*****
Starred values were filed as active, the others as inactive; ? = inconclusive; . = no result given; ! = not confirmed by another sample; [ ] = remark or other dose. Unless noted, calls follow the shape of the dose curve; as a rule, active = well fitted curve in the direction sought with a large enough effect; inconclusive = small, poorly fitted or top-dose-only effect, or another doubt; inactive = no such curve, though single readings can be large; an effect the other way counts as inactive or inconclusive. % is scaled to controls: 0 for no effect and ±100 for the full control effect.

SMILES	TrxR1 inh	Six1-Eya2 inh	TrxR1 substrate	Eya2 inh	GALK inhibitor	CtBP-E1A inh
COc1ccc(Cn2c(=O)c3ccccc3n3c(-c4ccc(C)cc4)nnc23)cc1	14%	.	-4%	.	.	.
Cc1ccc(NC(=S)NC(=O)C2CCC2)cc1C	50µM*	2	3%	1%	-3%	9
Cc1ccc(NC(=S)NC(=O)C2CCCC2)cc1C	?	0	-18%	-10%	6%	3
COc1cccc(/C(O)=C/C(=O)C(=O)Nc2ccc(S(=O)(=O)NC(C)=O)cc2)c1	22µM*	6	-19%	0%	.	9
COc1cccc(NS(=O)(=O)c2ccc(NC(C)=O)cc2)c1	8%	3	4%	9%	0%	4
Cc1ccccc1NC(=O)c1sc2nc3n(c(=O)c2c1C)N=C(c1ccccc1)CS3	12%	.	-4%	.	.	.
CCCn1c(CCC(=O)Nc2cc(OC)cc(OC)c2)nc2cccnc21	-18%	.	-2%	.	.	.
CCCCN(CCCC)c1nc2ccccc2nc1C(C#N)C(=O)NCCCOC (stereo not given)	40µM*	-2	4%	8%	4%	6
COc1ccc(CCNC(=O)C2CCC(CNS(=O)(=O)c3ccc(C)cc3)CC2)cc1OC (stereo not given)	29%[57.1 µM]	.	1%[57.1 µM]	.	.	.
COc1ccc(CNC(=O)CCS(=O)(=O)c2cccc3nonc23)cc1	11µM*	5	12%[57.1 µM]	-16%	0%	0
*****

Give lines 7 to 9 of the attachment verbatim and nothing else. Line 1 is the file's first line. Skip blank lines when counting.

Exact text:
COc1cccc(NS(=O)(=O)c2ccc(NC(C)=O)cc2)c1	8%	3	4%	9%	0%	4
Cc1ccccc1NC(=O)c1sc2nc3n(c(=O)c2c1C)N=C(c1ccccc1)CS3	12%	.	-4%	.	.	.
CCCn1c(CCC(=O)Nc2cc(OC)cc(OC)c2)nc2cccnc21	-18%	.	-2%	.	.	.